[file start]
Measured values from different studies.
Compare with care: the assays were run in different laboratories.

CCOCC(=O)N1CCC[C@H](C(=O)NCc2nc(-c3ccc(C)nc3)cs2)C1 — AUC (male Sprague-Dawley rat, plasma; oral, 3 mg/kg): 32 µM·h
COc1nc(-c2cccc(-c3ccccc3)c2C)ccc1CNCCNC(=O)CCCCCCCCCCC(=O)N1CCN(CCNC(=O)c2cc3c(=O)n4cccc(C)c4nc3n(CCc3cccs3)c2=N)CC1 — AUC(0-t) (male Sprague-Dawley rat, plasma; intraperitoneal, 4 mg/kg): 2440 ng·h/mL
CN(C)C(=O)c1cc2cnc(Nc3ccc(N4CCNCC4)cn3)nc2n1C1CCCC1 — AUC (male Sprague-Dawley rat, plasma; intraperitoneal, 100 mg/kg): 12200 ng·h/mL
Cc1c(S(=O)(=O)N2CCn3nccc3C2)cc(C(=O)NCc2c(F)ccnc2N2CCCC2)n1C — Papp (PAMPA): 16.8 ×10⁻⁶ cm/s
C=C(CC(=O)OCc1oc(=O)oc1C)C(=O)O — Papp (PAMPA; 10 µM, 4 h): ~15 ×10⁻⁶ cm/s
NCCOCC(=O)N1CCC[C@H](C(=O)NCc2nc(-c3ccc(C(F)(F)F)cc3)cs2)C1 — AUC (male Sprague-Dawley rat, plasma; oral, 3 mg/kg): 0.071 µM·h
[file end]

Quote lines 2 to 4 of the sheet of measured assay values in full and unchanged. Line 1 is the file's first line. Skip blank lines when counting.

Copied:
Compare with care: the assays were run in different laboratories.

CCOCC(=O)N1CCC[C@H](C(=O)NCc2nc(-c3ccc(C)nc3)cs2)C1 — AUC (male Sprague-Dawley rat, plasma; oral, 3 mg/kg): 32 µM·h
COc1nc(-c2cccc(-c3ccccc3)c2C)ccc1CNCCNC(=O)CCCCCCCCCCC(=O)N1CCN(CCNC(=O)c2cc3c(=O)n4cccc(C)c4nc3n(CCc3cccs3)c2=N)CC1 — AUC(0-t) (male Sprague-Dawley rat, plasma; intraperitoneal, 4 mg/kg): 2440 ng·h/mL